Aspen Art Gallery has a rising superstar artist who is making waves internationally. Through his artwork, Cuban-born artist Michel Mirabal showcases some powerful history-making changes in the vibrant political environment between the United States and Cuba, two countries that are close geographically and artistically offer powerful side-by-side comparison.
This past summer I was privileged to meet and talk with Mirabal during his first-ever visit to Aspen as a guest artist in residence for Aspen Art Gallery, where he was hosted by gallery owner Damian Guillot. Mirabal traveled from his home in Cuba with several friends and associates and enjoyed many of the special experiences Aspen has to offer, including hikes to the top of the Aspen Mountain and a music concert at the Benedict Music Tent to see Earth, Wind & Fire.
His art is quickly becoming the face of Cuba and most recently was chosen to be on the first Mastercard useable in Cuba. Mirabal’s art has even taken to the skies, quite literally, where it can be seen flying high on the tail of a Havana Airlines aircraft. But even with all this international success, he still remains true to his Cuban roots.
“Every country has problems,” says Mirabal. “My hope is that other countries, especially the US, can be open to Cuba and embrace what my country has to offer the world.” He goes on to say that “art is subjective, and if I can make a difference with my paintings and create thought-provoking ideas and conversations, then that is even better!”
His art is a contribution to both America and Cuba in many ways. His current flag series is painted using the traditional bold red, white, and blue colors of the US flag while layering and juxtaposing the painted image with current newspaper headlines from Cuba and the United States. While in Aspen, he even incorporated headlines from The Aspen Times and Aspen Daily News into some of his new works.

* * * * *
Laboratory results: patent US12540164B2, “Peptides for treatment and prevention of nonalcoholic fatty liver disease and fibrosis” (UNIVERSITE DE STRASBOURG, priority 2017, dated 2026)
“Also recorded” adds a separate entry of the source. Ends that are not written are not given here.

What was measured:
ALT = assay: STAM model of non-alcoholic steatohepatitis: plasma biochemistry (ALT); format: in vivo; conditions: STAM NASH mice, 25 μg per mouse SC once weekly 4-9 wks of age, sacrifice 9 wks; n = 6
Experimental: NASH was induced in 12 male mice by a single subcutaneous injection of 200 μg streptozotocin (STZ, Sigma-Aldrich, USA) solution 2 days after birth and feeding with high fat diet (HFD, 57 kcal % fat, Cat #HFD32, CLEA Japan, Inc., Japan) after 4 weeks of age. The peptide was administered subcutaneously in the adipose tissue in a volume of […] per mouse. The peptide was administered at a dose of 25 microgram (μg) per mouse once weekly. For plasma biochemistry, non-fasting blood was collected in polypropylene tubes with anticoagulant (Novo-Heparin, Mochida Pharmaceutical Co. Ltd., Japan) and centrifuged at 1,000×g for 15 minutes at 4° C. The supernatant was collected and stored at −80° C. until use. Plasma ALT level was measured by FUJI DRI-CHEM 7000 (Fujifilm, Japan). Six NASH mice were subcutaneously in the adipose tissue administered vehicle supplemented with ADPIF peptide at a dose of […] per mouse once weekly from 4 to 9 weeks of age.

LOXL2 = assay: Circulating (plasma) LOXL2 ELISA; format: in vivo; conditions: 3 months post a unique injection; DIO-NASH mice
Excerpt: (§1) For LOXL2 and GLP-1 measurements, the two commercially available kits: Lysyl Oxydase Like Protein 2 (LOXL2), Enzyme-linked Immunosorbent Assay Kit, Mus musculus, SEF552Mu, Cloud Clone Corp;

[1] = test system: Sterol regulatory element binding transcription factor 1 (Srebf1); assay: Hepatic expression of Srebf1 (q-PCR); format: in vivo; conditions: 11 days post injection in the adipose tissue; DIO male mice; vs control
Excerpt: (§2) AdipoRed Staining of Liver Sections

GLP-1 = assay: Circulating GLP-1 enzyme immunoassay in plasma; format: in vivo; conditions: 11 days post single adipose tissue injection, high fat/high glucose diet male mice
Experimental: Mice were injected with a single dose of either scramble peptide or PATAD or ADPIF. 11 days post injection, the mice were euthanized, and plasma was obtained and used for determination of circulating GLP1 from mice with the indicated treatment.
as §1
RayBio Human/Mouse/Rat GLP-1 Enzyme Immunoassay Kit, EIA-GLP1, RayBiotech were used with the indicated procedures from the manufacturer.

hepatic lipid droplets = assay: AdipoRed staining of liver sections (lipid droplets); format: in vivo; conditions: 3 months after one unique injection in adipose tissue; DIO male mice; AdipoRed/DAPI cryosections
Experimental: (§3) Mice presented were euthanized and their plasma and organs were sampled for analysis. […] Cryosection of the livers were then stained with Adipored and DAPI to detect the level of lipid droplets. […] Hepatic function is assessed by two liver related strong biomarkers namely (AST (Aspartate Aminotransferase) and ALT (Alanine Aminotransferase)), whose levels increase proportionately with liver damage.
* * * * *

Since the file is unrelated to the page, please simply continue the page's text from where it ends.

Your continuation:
Mirabal also tells me that rice represents a human connection with the most basic foods we all eat to survive, barbed wire represents problems and restrictions of basic freedoms that his country is facing, and the bullet shells, keys, and other materials are also significant to fighting and both closed and open doors within each one of the powerful art pieces he creates.
The highlight of his visit was a well-attended art reception at Aspen Art Gallery where he presented many of his new works painted on US soil. Galley director Ben Tomkins tells me, “Michel’s continuing global rise can only be described as meteoric. The way the work has been received at the gallery reflects that, too. The collection is almost half sold out already.”
An impressive list of diverse private and public collectors of Mirabal’s works include Muhammad Ali, the Martin Luther King Foundation, the Rockefeller Museum in New York, Fidel Castro, former Haitian president René Préval, and the Bellas Artes museums in Cuba and Colombia, in addition to many other collectors and public spaces. The king of Morocco just commissioned eighteen new works, and if there’s one thing that former president Barack Obama and current president Donald Trump agree on, it’s Michel Mirabal—both are collectors.